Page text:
... be the principles recognized by civilized men. When they accepted the appeal made by Uncas they shifted the responsibility from the Mohegan chief to themselves." [18] The decision was doubtless based purely upon grounds of policy. Miantonomo was put out of the way because he was believed to be dangerous. In the thirst for revenge that was aroused among the Narragansetts there was an alternative source of danger, to which I shall hereafter refer. [19] It is difficult ...
— The Beginnings of New England - Or the Puritan Theocracy in its Relations to Civil and Religious Liberty • John Fiske

... J. Nevison, an Englishman, drifted into town and opened at 85 North Fourth Street. He got out a very bombastic circular which caused us to put out the one I enclose (illustration, page 436). Then came a party named Childs; and after him, Hugh Menown, grand-uncle of the present Menown, of Menown & Gregory; and Mat Hunt; all passed over to the Great Majority. After the Civil War they multiplied pretty fast, coming ...
— All About Coffee • William H. Ukers

... casual dinner guests, and was vexed not to see her come into the drawing-room in the evening. If she did make the effort of coming, to please him, she was so sure to be the worse for it, that her mother would keep her up-stairs the next time, and try to prevent her from knowing that her father was put out, and declared it was nonsense to expect poor Amy to get up her spirits, while she never saw a living soul, and only sat moping in ...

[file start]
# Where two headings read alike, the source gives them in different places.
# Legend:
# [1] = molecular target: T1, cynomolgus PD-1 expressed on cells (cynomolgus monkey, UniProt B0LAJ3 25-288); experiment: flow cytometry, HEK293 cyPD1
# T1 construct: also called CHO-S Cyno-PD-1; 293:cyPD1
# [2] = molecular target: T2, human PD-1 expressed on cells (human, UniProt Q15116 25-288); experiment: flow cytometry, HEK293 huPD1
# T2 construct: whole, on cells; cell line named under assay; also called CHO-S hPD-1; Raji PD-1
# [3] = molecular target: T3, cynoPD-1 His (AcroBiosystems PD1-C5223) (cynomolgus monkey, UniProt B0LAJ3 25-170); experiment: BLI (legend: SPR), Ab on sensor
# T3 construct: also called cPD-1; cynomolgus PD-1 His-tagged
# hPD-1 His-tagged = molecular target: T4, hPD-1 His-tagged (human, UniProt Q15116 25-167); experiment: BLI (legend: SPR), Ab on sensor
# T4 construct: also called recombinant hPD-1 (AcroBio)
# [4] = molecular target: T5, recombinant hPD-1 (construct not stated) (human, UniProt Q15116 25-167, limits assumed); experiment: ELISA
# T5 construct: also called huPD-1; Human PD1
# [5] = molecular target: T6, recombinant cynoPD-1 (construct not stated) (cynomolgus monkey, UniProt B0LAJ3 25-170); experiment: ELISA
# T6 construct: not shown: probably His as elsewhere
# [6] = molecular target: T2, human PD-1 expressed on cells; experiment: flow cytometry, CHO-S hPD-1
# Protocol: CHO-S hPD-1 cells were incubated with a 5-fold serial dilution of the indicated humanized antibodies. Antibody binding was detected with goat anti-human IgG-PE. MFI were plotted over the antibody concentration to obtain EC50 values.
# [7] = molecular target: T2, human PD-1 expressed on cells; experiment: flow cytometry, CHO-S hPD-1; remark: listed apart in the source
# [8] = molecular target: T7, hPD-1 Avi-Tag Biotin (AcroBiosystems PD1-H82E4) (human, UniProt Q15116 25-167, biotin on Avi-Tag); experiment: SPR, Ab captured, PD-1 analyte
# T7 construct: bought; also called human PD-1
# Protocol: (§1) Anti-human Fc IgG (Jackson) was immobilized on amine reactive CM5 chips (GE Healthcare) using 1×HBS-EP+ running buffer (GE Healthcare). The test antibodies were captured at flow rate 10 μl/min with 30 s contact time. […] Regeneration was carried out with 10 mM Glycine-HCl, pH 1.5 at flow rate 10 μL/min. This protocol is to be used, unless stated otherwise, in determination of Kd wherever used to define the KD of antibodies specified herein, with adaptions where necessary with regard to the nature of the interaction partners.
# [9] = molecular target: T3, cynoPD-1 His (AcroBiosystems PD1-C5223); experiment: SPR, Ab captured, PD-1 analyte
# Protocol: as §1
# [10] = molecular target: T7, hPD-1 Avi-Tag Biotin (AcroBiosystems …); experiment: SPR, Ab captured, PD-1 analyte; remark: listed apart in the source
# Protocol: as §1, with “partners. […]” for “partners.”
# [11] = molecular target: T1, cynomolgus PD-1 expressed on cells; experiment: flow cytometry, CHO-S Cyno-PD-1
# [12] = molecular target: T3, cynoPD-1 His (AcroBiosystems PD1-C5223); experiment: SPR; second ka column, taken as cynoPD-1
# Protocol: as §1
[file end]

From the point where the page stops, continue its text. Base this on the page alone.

— The Heir of Redclyffe • Charlotte M. Yonge

... the doctrine of eternal punishment recognize suffering as the effect of sin, but so does the doctrine of extinction. To be eternally put out of being, and so precluded forever from eternal happiness, is punishment beyond the power of the mind to conceive. As we cannot conceive of the felicity of eternal joy, so we cannot conceive of ...
— Love's Final Victory • Horatio

... do exactly what he wanted he would get put out, and make me run round with that long rein in the training field till he had tired me out. I think he drank a good deal, and I am quite sure that the oftener he drank the worse it was for me. One day he had worked me hard in every way he could, and when I lay ...
— Black Beauty • Anna Sewell

... but he was altogether too hot in his temper for a school-master. A little while later, he found out that Mr. Ball's way of teaching was quite out of date. Before a month had elapsed, he was sure that the old curmudgeon ought to be put out, and thus at last Mr. Weathervane found himself where he liked to ...